We are sorry that the fight at Atlanta was not productive of more important results.  We all hope for the best, as the administration would not have ventured upon the removal of General Johnston without probability of military success to sustain the injustice, and the knowledge that measures to make reasonably certain had been consummated before the deed was done.5

As regards Grant, we know nothing—most probably because he is doing nothing.  The general impression in the higher military circles, I hear, is that he is waiting the result of Sherman’s expedition, when, if successful he will receive from it immediate reinforcements, and proceed vigorously to reduce both Petersburg and Richmond.  If unsuccessful he is strong enough to hold his present lines until he can get all the hundred days men and a portion of the drafted men, when he will give us a lively time—say in October—to influence the Presidential election, and give opportunity to Yankee lying to improve itself still more by converting repulses into victories, and the capture of stragglers into the capture of regiments.  In the meantime, it is regarded as not improbable that he may vary the monotony of a siege by a dash either upon the north side of the James, or attempt to break this line.  I think these speculations are as reasonable as most others.6

We had a hard and windy and cold rain night before last.7

A PRIVATE.8

SOPO Editor’s Note: This article was transcribed by Jackie Martin.

If you are interested in helping us transcribe newspaper articles like the one above, please CONTACT US.

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Source/Notes:

  1. SOPO Editor’s Note: I went through the Compiled Service Records of the 53rd Virginia at Fold3.com, but found no one by the name of McDonald.  I searched for names close to this, such as McDowell and McDaniel, but I turned up no one who was shown as being executed.  Mitchell was an almost immediate hit, however.  Private John S. Mitchell was executed for desertion on July 25, 1864.  After some deliberate searching online, I also found the second man on a page detailing the Civil War dead of Pittsylvania County, and Danville, VirginiaDemarcus L. Daniel was also executed on July 25, 1864.  The second number of the dateline above is smudged out, but this letter had to have been written on July 25 or later, assuming the date from the CSR is correct.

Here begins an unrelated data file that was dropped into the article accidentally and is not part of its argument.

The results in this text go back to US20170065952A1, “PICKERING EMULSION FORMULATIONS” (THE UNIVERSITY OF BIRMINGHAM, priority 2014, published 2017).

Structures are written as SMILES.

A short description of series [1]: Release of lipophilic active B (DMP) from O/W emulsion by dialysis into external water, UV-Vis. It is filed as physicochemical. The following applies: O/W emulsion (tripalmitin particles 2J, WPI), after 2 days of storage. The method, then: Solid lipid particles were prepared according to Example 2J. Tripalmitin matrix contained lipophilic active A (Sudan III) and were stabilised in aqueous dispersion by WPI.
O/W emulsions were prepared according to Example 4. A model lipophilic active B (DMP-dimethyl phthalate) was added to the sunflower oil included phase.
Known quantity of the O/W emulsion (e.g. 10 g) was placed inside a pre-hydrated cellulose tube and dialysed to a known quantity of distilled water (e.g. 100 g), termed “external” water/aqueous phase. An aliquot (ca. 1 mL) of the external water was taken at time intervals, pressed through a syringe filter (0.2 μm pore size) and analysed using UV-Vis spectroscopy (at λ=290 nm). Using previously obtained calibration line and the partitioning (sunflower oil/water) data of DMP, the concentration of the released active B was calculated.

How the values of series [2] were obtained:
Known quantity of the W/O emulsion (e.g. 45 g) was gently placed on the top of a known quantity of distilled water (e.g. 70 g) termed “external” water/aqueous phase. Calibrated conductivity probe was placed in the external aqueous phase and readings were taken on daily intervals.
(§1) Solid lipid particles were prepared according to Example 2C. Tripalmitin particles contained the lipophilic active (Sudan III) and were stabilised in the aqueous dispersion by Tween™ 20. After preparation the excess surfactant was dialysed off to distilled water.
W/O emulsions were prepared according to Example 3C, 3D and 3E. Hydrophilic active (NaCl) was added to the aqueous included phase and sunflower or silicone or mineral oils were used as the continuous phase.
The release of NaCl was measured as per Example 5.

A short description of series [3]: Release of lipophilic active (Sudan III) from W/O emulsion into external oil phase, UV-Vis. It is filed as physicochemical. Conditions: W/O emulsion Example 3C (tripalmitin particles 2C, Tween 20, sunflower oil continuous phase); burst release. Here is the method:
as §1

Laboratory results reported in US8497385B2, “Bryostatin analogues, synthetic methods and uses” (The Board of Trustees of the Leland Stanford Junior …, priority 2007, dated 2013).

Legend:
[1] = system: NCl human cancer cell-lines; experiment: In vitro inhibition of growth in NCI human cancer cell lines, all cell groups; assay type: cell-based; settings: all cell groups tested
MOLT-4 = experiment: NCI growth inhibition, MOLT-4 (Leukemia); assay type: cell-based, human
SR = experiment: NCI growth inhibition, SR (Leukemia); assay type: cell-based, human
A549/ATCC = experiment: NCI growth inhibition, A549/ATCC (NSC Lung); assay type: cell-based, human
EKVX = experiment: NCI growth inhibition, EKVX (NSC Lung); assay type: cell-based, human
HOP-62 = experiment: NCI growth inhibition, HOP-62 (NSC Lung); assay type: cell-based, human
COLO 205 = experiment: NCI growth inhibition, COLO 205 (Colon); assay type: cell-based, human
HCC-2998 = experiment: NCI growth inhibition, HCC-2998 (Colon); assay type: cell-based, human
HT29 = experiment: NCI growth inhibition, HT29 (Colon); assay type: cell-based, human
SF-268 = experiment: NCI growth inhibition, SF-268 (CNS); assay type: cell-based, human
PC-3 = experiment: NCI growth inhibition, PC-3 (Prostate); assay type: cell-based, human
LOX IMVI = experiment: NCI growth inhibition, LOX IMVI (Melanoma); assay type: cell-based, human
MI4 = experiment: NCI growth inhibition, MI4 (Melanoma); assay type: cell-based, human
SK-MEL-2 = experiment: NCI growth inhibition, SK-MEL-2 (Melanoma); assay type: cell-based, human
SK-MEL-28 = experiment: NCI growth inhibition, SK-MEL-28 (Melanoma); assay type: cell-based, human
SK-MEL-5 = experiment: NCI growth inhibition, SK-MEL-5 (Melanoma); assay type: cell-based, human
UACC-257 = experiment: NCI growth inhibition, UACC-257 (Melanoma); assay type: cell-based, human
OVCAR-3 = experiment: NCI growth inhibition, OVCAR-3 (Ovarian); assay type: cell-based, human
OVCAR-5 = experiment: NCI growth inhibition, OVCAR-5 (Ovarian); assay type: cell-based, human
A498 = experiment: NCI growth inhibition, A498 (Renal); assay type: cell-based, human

2. SOPO Editor’s Note: According to the 3rd Edition of Lee’s Colonels, Henry A. Carrington was promoted to Colonel on July 2, 1864. See Krick, Robert. Lee’s Colonels: A Biographical Register of the Field Officers of the Army of Northern Virginia. Third Edition, Dayton, OH, Morningside Bookshop, 1992, p. 84 for Carrington’s entry.
  3. SOPO Editor’s Note: The Second Battle of Drewry’s Bluff occurred on May 16, 1864 not too far from where the 18th Virginia was stationed in July 1864.
  4. SOPO Editor’s Note: Horace Greeley’s attempts to find a way to peace embarrassed the Lincoln Administration.  If I remember correctly, this incident is discussed at great length in Doris Kearns Goodwin’s book Team of Rivals.
  5. SOPO Editor’s Note: Given that this was probably written on July 27, 1864, the author is probably writing about both the Battle of Peachtree Creek on July 20 and the Battle of Atlanta on July 22, 1864.  Hood’s Confederate army attacked in both instances, and suffered heavy casualties they could not afford to lose.
  6. SOPO Editor’s Note: If this letter was written on July 27, 1864, Grant had indeed just launched “a dash…upon the north side of the James” River near Deep Bottom, northeast of where Pickett’s Division lay in the trenches.
  7. SOPO Editor’s Note: I strongly suspect this letter was written on July 27, 1864, for two reasons.  First, the date had to be July 25 or later due to the July 25, 1864 execution of the privates from the 53rd Virginia.  Second, in looking at mentions of a hard rain, the July 27, 1864 Richmond Examiner mentions just such a hard rain on the night of July 25.  Working forward from July 25, this letter would have had to have been written on July 27 in order for the “night before last” comment to fit. If you know more or think I am incorrect, please Contact Us.
  8. “Pickett’s Division, In the Trenches.” Richmond Examiner. July 30, 1864, p. 2 col. 5-6